Recently, protests erupted in India over the screenings of the hit movie “Slumdog Millionaire”. Slumdog is the Academy-Award Nominated film by Director Danny Boyle and showcases a cast of relative newcomers against the backdrop of modern-day India.
Gritty, realistic, and visceral, Slumdog traces the adventures of Jamal Malik as he attempts to find the love of his life and solve the final question to India’s version of ‘Who Wants to be a Millionaire’. A Dickensian tale, Slumdog is a rags-to-riches story that includes historical accounts and dramatized scenes of life in India’s slums.
I very much liked Slumdog Millionaire. I thought the Cinematography was excellent, along with the performances of the actors. Danny Boyle did an outstanding job of bringing to the screen the difficult life in India’s slums. Boyle is also well-known for other hits including Trainspotting and Millions.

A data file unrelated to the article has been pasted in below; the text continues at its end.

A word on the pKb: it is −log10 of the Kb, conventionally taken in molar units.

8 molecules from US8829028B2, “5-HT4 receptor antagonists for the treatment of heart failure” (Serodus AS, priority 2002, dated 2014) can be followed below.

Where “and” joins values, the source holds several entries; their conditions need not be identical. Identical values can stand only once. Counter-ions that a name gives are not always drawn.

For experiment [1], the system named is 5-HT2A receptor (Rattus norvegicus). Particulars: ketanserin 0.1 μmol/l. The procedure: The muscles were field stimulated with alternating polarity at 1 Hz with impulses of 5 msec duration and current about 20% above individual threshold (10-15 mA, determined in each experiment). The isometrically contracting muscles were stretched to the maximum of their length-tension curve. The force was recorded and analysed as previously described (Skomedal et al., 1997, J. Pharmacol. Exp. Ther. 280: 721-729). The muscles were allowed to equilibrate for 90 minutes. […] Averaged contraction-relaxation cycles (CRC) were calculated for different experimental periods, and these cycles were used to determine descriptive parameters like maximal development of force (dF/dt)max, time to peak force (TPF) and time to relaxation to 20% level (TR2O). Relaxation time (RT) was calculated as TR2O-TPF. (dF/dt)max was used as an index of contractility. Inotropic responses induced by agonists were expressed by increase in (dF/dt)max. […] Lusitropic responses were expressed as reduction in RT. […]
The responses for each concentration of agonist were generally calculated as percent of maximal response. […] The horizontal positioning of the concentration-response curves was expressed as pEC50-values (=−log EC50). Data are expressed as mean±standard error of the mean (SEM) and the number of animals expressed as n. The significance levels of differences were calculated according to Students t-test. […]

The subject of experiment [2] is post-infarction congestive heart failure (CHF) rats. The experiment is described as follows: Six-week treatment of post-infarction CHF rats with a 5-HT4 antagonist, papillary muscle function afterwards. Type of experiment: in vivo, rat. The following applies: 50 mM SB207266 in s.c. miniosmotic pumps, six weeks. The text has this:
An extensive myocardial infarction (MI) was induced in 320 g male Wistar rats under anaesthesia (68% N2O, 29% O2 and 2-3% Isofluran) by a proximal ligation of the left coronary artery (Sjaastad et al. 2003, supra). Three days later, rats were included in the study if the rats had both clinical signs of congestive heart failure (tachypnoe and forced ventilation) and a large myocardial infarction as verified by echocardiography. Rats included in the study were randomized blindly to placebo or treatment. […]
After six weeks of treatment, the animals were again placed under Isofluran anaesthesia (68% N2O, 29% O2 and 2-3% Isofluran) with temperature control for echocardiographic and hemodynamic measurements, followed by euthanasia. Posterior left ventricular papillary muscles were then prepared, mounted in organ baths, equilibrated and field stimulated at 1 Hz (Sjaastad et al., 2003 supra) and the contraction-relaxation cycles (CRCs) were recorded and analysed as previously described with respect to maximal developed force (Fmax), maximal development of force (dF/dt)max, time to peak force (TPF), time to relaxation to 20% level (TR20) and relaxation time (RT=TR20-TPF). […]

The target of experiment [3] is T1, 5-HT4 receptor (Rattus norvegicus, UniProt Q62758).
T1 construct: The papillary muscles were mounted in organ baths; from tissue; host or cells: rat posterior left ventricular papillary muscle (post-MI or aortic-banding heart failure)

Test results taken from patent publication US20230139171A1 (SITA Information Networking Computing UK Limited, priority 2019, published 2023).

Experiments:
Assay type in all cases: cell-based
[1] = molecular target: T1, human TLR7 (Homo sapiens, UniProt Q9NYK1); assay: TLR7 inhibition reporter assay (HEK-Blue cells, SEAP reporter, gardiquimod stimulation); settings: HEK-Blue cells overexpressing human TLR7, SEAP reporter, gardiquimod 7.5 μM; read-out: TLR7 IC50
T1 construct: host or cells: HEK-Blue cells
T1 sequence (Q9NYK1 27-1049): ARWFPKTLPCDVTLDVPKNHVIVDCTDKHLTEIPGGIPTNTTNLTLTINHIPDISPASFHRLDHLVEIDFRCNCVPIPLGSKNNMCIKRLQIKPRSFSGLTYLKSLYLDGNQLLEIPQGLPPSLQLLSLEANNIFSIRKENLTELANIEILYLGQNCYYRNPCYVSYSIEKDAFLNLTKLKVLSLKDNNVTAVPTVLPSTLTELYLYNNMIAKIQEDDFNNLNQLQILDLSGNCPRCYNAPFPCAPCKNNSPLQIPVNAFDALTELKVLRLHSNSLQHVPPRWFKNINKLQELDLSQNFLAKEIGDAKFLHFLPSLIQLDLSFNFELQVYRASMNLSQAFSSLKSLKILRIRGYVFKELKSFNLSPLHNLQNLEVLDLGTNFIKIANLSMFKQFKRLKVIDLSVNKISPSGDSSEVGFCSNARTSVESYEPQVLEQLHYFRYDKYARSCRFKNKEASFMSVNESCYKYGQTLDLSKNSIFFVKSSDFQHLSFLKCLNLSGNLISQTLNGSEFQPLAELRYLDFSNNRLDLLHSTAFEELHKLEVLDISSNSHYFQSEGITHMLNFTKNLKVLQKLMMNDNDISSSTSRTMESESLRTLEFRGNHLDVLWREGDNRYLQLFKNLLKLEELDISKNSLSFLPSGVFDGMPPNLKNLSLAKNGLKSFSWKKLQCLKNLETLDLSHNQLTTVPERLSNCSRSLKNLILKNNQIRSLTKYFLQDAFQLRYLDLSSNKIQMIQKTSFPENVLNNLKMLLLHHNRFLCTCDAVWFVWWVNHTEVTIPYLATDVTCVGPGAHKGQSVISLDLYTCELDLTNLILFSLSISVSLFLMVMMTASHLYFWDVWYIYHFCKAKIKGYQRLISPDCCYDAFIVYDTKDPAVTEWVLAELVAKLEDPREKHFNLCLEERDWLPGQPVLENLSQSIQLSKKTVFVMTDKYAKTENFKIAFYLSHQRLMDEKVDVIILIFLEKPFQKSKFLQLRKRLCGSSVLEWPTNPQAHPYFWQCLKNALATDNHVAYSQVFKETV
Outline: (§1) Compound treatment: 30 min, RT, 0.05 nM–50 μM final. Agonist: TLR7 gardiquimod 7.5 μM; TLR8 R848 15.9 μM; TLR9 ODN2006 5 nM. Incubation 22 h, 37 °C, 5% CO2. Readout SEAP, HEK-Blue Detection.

With regard to the protests, I think we should be sensitive to other cultures, particularly the suffering of other individuals. However, I also think that art should be provocative. By definition, art should stir and motivate the soul. If a piece of art cannot elicit a response from a viewer, then it fails. The art is now nothing more than a convocation of materials.
I don’t think the Producers or the Director of Slumdog meant any harm to anyone by its depiction of life in India. I think the scenes help to establish the milieu and are device for the storyteller (the Director) to get the point across.
That being said, we acknowledge the protestors’ viewpoints, but we posit that Slumdog is not meant to disrespect India, but is a celebration of life and potentialities.
- Omar W. Rosales